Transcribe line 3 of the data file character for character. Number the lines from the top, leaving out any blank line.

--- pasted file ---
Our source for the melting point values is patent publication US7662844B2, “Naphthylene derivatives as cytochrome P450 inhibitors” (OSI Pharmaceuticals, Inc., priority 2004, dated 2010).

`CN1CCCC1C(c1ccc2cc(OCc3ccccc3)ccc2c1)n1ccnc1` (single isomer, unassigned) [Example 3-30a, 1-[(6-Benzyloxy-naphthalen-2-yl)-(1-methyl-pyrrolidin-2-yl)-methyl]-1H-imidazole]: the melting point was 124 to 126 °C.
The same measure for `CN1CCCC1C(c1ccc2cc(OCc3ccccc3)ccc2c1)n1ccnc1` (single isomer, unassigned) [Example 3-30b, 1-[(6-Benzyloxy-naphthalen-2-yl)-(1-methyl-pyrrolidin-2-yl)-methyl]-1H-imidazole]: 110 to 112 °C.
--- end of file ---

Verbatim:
The same measure for `CN1CCCC1C(c1ccc2cc(OCc3ccccc3)ccc2c1)n1ccnc1` (single isomer, unassigned) [Example 3-30b, 1-[(6-Benzyloxy-naphthalen-2-yl)-(1-methyl-pyrrolidin-2-yl)-methyl]-1H-imidazole]: 110 to 112 °C.